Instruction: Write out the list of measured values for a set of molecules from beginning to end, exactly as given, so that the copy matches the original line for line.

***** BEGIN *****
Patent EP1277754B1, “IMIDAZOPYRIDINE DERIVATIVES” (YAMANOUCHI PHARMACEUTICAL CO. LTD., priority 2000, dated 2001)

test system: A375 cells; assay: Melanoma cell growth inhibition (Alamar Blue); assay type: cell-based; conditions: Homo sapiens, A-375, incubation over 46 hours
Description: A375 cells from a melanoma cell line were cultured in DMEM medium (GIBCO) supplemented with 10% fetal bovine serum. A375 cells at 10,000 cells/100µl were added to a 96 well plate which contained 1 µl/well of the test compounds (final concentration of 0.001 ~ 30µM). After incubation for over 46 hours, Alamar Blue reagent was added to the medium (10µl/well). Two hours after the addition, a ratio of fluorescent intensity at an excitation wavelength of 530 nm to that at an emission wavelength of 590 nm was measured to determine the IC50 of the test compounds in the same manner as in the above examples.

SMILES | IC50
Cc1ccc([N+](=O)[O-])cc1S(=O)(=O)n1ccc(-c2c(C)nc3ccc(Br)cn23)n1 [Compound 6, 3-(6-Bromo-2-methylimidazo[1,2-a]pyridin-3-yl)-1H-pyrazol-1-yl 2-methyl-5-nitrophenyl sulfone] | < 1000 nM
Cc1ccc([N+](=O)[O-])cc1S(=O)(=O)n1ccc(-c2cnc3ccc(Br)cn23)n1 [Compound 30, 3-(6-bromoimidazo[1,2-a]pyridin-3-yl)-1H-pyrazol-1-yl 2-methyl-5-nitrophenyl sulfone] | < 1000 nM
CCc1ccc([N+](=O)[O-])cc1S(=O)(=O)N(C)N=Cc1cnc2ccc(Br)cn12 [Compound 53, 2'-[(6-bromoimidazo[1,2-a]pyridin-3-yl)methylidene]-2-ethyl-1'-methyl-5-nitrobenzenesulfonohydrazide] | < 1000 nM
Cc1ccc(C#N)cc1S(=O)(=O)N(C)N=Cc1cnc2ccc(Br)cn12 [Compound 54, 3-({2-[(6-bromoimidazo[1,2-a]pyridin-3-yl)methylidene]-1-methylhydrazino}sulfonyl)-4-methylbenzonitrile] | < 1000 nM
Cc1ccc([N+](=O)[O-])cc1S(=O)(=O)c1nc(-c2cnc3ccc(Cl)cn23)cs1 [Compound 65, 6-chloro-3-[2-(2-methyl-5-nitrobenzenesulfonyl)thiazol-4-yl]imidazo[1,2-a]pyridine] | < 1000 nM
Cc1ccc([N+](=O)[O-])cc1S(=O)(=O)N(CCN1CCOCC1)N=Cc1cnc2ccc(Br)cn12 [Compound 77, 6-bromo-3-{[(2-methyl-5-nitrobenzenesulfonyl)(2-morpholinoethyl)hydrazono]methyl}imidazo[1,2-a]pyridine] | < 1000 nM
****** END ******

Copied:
Patent EP1277754B1, “IMIDAZOPYRIDINE DERIVATIVES” (YAMANOUCHI PHARMACEUTICAL CO. LTD., priority 2000, dated 2001)

test system: A375 cells; assay: Melanoma cell growth inhibition (Alamar Blue); assay type: cell-based; conditions: Homo sapiens, A-375, incubation over 46 hours
Description: A375 cells from a melanoma cell line were cultured in DMEM medium (GIBCO) supplemented with 10% fetal bovine serum. A375 cells at 10,000 cells/100µl were added to a 96 well plate which contained 1 µl/well of the test compounds (final concentration of 0.001 ~ 30µM). After incubation for over 46 hours, Alamar Blue reagent was added to the medium (10µl/well). Two hours after the addition, a ratio of fluorescent intensity at an excitation wavelength of 530 nm to that at an emission wavelength of 590 nm was measured to determine the IC50 of the test compounds in the same manner as in the above examples.

SMILES | IC50
Cc1ccc([N+](=O)[O-])cc1S(=O)(=O)n1ccc(-c2c(C)nc3ccc(Br)cn23)n1 [Compound 6, 3-(6-Bromo-2-methylimidazo[1,2-a]pyridin-3-yl)-1H-pyrazol-1-yl 2-methyl-5-nitrophenyl sulfone] | < 1000 nM
Cc1ccc([N+](=O)[O-])cc1S(=O)(=O)n1ccc(-c2cnc3ccc(Br)cn23)n1 [Compound 30, 3-(6-bromoimidazo[1,2-a]pyridin-3-yl)-1H-pyrazol-1-yl 2-methyl-5-nitrophenyl sulfone] | < 1000 nM
CCc1ccc([N+](=O)[O-])cc1S(=O)(=O)N(C)N=Cc1cnc2ccc(Br)cn12 [Compound 53, 2'-[(6-bromoimidazo[1,2-a]pyridin-3-yl)methylidene]-2-ethyl-1'-methyl-5-nitrobenzenesulfonohydrazide] | < 1000 nM
Cc1ccc(C#N)cc1S(=O)(=O)N(C)N=Cc1cnc2ccc(Br)cn12 [Compound 54, 3-({2-[(6-bromoimidazo[1,2-a]pyridin-3-yl)methylidene]-1-methylhydrazino}sulfonyl)-4-methylbenzonitrile] | < 1000 nM
Cc1ccc([N+](=O)[O-])cc1S(=O)(=O)c1nc(-c2cnc3ccc(Cl)cn23)cs1 [Compound 65, 6-chloro-3-[2-(2-methyl-5-nitrobenzenesulfonyl)thiazol-4-yl]imidazo[1,2-a]pyridine] | < 1000 nM
Cc1ccc([N+](=O)[O-])cc1S(=O)(=O)N(CCN1CCOCC1)N=Cc1cnc2ccc(Br)cn12 [Compound 77, 6-bromo-3-{[(2-methyl-5-nitrobenzenesulfonyl)(2-morpholinoethyl)hydrazono]methyl}imidazo[1,2-a]pyridine] | < 1000 nM